Association for Behavior Analysis International

The Association for Behavior Analysis International® (ABAI) is a nonprofit membership organization with the mission to contribute to the well-being of society by developing, enhancing, and supporting the growth and vitality of the science of behavior analysis through research, education, and practice.


36th Annual Convention; San Antonio, TX; 2010

Event Details

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Symposium #524
Matching-to-Sample Procedure in Children With and Without Developmental Disabilities
Tuesday, June 1, 2010
10:30 AM–11:50 AM
Republic A (Grand Hyatt)
Area: EAB/AUT; Domain: Experimental Analysis
Chair: Vinca Riviere (Universite de Charles de Gaulle - Lille 3)
Discussant: William V. Dube (University of Maryland Medical System)
Abstract: A conditional discrimination is a second order discrimination in which a response to a discriminative stimulus is reinforced only if another (conditional) stimulus is present. Conditional discrimination is often studied with a two-choice arbitrary matching-to-sample (MTS) procedure (Saunders & Spradlin, 1989). MTS procedure is widely used in applied and in fundamental settings in order to teach stimulus-stimulus relations among words, objects or pictures. In our studies, we conducted researches with children with and without developmental disabilities using MTS procedure, to test for the emergence of equivalence classes, to discriminate among facial expressions or to teach quantity discrimination. As pointed out in the literature, MTS baselines are difficult to teach with these populations. We encountered some methodological issues and sometimes subjects failed to acquire conditional discrimination. So we implemented specific learning procedures to facilitate baselines acquisition. This symposium is seen as an occasion to show our data and to discuss about the use of MTS with young children and to improve training outcomes.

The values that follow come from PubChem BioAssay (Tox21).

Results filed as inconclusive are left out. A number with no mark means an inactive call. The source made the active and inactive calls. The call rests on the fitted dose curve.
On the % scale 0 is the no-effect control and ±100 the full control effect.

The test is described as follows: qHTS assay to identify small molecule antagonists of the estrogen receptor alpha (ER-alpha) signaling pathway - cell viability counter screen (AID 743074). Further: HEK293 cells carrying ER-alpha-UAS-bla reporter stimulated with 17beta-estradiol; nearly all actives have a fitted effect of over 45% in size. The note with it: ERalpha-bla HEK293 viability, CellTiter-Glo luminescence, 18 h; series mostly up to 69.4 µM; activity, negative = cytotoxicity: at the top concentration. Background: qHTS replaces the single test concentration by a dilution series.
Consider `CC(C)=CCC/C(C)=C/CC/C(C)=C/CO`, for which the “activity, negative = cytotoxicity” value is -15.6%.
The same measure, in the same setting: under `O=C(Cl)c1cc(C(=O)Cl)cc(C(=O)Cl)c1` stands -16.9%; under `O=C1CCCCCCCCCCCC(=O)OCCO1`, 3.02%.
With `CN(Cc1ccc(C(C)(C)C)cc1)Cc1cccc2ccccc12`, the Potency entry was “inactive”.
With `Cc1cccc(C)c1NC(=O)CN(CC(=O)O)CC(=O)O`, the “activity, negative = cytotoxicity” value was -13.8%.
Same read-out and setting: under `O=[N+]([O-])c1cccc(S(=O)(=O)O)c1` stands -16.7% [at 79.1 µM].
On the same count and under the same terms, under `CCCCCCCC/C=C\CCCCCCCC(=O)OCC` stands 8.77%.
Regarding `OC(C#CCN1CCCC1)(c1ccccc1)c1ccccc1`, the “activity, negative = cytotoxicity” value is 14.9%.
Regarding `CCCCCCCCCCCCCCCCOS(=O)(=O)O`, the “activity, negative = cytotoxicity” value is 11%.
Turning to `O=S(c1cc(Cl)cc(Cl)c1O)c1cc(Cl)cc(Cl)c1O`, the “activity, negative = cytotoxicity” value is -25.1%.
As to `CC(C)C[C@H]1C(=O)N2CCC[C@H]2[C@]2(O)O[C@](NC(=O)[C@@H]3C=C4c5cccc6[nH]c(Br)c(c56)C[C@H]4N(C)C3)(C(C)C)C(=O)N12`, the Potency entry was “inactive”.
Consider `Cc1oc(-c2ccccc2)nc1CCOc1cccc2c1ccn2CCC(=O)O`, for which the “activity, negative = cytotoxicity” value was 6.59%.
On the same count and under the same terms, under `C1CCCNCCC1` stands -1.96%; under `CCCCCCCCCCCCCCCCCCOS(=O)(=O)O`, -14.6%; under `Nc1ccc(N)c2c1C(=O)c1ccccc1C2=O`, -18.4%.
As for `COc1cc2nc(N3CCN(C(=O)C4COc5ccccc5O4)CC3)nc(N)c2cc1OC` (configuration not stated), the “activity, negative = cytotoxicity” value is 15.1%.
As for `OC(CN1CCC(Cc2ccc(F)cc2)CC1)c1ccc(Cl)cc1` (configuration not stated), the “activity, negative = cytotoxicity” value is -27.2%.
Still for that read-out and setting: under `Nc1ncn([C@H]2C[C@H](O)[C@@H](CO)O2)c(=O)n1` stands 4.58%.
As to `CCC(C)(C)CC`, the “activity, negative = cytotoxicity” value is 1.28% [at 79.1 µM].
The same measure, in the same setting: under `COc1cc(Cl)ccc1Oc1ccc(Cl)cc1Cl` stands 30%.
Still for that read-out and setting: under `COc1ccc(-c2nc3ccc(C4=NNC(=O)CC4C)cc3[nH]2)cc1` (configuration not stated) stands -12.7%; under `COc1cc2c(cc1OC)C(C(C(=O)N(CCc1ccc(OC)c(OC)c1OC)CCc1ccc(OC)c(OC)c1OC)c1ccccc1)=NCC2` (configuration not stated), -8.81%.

Equivalence Relations and Matching-to-Sample in Children and Children With Developmental Disabilities
NORA GIEZEK (Universite de Charles de Gaulle - Lille 3), Vinca Riviere (Universite de Charles de Gaulle - Lille 3), Jean-Claude Darcheville (Universite de Charles de Gaulle - Lille 3)
Abstract: This experiment was built to exhibit emergence of Equivalence relation using a Matching To Sample (MTS) procedure in typical children and in children with developmental disabilities (autism). Two sets of stimuli were used (A1, B1, C1 and A2, B2, C2). One sample and two comparisons were presented in a trial. Four baseline relations had to be learned (A1B1, B1C1, A2B2 and B2C2).All experimental sessions were computerized. In order to facilitate learning, sets of stimuli were firstly presented separately. Then participants faced the two sets of stimuli mixed together following the same design: first A-B relations, then B-C and at last all four relations mixed together. Symmetry (B-A, C-B also C-A) and transitivity (A-C) were tested. Typical children (3 and 6 years old) had high accuracy on unreinforced test trials for both classes whereas the 7 children with developmental disabilities (4 to 14 years old) showed either difficulties in training phases or no emergent properties at all. Performances in testing for two 4 year participants with autism were either 100% correct for one set of stimuli or below chance level for the other. These data could be analyzed in terms of overselectivity and resistance to change.